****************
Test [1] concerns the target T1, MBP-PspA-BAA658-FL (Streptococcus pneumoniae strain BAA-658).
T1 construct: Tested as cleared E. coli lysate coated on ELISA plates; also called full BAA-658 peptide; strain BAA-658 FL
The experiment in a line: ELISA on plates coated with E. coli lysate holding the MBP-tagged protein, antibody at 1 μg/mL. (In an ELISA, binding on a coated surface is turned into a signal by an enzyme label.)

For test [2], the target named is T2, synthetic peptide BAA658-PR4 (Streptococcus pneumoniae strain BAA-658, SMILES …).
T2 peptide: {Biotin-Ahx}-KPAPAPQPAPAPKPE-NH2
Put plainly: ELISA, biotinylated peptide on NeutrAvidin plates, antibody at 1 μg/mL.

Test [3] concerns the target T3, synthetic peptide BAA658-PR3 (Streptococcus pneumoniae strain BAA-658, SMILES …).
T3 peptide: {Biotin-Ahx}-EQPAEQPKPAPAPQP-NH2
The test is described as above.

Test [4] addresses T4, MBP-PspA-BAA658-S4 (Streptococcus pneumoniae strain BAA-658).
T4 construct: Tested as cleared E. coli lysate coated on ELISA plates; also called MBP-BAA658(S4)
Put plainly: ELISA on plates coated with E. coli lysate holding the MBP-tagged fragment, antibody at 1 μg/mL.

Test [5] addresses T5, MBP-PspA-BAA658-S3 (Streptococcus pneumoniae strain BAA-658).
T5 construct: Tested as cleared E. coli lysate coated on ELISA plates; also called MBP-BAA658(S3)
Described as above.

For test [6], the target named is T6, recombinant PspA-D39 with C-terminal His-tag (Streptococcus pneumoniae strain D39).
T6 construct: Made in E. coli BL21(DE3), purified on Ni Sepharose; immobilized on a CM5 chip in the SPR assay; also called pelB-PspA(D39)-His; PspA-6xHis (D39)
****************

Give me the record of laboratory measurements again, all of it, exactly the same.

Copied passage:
Test [1] concerns the target T1, MBP-PspA-BAA658-FL (Streptococcus pneumoniae strain BAA-658).
T1 construct: Tested as cleared E. coli lysate coated on ELISA plates; also called full BAA-658 peptide; strain BAA-658 FL
The experiment in a line: ELISA on plates coated with E. coli lysate holding the MBP-tagged protein, antibody at 1 μg/mL. (In an ELISA, binding on a coated surface is turned into a signal by an enzyme label.)

For test [2], the target named is T2, synthetic peptide BAA658-PR4 (Streptococcus pneumoniae strain BAA-658, SMILES …).
T2 peptide: {Biotin-Ahx}-KPAPAPQPAPAPKPE-NH2
Put plainly: ELISA, biotinylated peptide on NeutrAvidin plates, antibody at 1 μg/mL.

Test [3] concerns the target T3, synthetic peptide BAA658-PR3 (Streptococcus pneumoniae strain BAA-658, SMILES …).
T3 peptide: {Biotin-Ahx}-EQPAEQPKPAPAPQP-NH2
The test is described as above.

Test [4] addresses T4, MBP-PspA-BAA658-S4 (Streptococcus pneumoniae strain BAA-658).
T4 construct: Tested as cleared E. coli lysate coated on ELISA plates; also called MBP-BAA658(S4)
Put plainly: ELISA on plates coated with E. coli lysate holding the MBP-tagged fragment, antibody at 1 μg/mL.

Test [5] addresses T5, MBP-PspA-BAA658-S3 (Streptococcus pneumoniae strain BAA-658).
T5 construct: Tested as cleared E. coli lysate coated on ELISA plates; also called MBP-BAA658(S3)
Described as above.

For test [6], the target named is T6, recombinant PspA-D39 with C-terminal His-tag (Streptococcus pneumoniae strain D39).
T6 construct: Made in E. coli BL21(DE3), purified on Ni Sepharose; immobilized on a CM5 chip in the SPR assay; also called pelB-PspA(D39)-His; PspA-6xHis (D39)